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The Basij Mostazafan - A culture of martyrdom and death

A file photo of a group of the Iranian Kurds, members of the Basij paramilitary force, march during an annual military parade (Photo: AP/Ebrahim Noroozi)

The culture of martyrdom and death has been infused into Iranian society in various ways by the all-powerful clerical regime, since the early days of the revolution that overthrew Mohammad Reza Pahlavi, the Shah of Iran.

In the early days of the newly founded Republic, with Iran’s Supreme Leader, Ayatollah Ruhollah Khomeini, having decided to purge both the ranks of the Shah’s old military, and many of the various groups that had sided with him to bring the Shah down - but at this point had turned on him, having realized they had just replaced one autocratic ruler with another, and were arranging street demonstrations to oppose his rule, the Supreme Leader found the need to restore order in the land, through the formation of the Iranian Revolutionary Guard Corps - an elite military unit which he created in May 1979, and from its inception had kept directly under his control.

But although extremely loyal to their Supreme Leader, the Guards have always had a tendency over the years not to always follow orders in matters of internal strife, especially where orders were given to crack down hard on dissenters in street protests, or those demonstrating in public places such as universities, and that was where a violent entity in the form of the Basij militia became so useful to the Iranian leadership.

Originally created in 1979, Khomeini had officially named his new militia, the Basij Mostazafan - or “mobilisation of the oppressed”, and through rigorous training by the IRGC, they had been heavily indoctrinated with their Supreme Leaders fanatical Shia ideology, and by the end of it, were willing to sacrifice their lives for both leadership and state. From that time on, they have acted as the regime’s attack dogs, and are nothing more than a suicidal band of zealots, who have never had any qualms about going against their own fellow countrymen during any form of public protest.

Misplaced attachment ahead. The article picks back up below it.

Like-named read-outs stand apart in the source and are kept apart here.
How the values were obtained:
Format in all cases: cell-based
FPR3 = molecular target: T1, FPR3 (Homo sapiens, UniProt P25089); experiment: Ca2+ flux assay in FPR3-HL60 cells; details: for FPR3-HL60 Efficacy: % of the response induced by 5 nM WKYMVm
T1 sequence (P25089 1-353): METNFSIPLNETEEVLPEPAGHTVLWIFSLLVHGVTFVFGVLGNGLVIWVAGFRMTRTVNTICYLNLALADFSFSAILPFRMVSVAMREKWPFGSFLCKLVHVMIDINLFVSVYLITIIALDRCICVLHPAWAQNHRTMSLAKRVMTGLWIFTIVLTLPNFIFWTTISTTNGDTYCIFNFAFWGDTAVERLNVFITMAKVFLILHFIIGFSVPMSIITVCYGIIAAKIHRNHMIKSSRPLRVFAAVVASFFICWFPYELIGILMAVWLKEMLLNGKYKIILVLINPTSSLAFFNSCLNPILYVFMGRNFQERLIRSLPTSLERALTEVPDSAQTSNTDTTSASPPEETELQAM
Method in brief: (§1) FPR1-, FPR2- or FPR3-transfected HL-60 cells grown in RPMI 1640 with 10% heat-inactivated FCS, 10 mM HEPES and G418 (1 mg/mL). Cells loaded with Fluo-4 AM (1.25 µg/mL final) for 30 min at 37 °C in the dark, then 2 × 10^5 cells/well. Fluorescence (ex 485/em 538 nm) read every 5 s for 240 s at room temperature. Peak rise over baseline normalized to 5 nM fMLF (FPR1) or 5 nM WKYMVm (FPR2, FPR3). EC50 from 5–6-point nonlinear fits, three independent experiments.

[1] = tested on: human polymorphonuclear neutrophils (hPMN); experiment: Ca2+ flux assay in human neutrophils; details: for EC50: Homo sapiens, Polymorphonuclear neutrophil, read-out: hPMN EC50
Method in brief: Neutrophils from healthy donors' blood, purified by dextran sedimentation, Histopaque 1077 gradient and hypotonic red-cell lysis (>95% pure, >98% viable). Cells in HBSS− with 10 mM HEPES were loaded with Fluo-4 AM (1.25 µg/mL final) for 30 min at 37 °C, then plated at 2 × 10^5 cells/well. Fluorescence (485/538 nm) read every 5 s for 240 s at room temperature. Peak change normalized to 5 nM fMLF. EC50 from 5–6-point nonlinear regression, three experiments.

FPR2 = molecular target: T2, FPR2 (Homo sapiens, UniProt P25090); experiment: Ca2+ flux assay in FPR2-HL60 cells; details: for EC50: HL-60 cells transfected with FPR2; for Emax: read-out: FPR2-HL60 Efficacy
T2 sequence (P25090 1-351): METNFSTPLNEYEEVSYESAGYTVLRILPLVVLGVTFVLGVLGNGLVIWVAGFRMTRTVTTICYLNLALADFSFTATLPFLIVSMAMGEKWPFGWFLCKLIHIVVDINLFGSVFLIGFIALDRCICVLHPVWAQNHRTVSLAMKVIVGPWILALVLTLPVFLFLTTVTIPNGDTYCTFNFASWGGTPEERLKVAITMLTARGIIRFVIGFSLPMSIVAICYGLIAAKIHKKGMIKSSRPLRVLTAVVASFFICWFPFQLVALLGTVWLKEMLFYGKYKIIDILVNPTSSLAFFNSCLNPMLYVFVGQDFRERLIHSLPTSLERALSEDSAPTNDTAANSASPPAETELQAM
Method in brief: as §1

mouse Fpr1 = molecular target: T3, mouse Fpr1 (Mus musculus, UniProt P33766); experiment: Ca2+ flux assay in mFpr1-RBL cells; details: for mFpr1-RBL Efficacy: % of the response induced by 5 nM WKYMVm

Violent beatings

Besides driving into anti-regime protests on motorbikes, beating the participants violently with clubs and chains, they would if necessary open fire on peaceful demonstrations with live ammunition, which was something the Guards balked at, as its commanders preferred to stay a popular force amongst the people.

To highlight this, there was an incident in August 1994, when the Guards refused an order to open fire on protestors in Qazvin, a large town northwest of Tehran, where demonstrators were out on the streets demonstrating against living conditions, during Iran’s worsening economic crisis. With the Guards refusing to leave their barracks, not wanting to besmirch their name through having to be involved in cutting down unarmed protestors with automatic weapons, the Basij was called in to confront the crowds.

The Basij act much like Hitler’s Storm Battalions - or Brown Shirts as they became known - who in the early days of the NAZI Party, were little more than bands of street ruffians, who had been indoctrinated to adhere to the most fanatical ideologies of the NAZI Party, and were constantly out on German streets violently beating or rounding up Jews.

During their training, Hitler’s Brown Shirts had been brainwashed into holding fast to the fanatical beliefs of the NAZIS, and in much the same way, recruits to the Basij are whipped up into a revolutionary zeal by their commanders, who while indoctrinating them with the ideology of radical Shiite Islam, pumped into their minds how it is their religious duty to protect the Islamic state against insurrection at all costs.

Terrorizing political oponents

A ruthless section of the state security machine, the Basij terrorize political opponents, and if necessary murder dissidents who fall foul of the regime, in the same way that Hitler’s Brown Shirts terrorized and murdered the Jews during the early days of the NAZI Party. In doing so, their duty is to keep control of the streets, which is a necessary element in managing a police state. Whether Shia, Sunni or any other religious persuasion, if you fall foul of the regime, you fall foul of the vicious Basij.

Such is their fanatical devotion to Khamenei, the Basij show no mercy whatsoever towards those the regime class as dissidents, and in the case of the Qazvin protest, Basij units had killed around 40 people, with the injured numbering in access of 400.

The need for a fighting force like the Basij, which was only ever given very basic firearms training, and could be ready for action within weeks, first became apparent to Khomeini at the end of the revolution, when he needed a militia that would be totally loyal to him to back up the IRGC.

This was at a time when he had already purged the Iranian armed forces, feeling that many in its ranks were still loyal to Shah Pahlavi, and that they might conspire to overthrow him. As a result of this, the army became severely decimated, and due to ongoing purges, the military became severely weakened, which turned out to be a catastrophic mistake in those times of constant upheaval, which in a short while would lead up to the Iran/Iraq War.
 

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Last Update: Tuesday, 6 December 2016 KSA 12:41 - GMT 09:41
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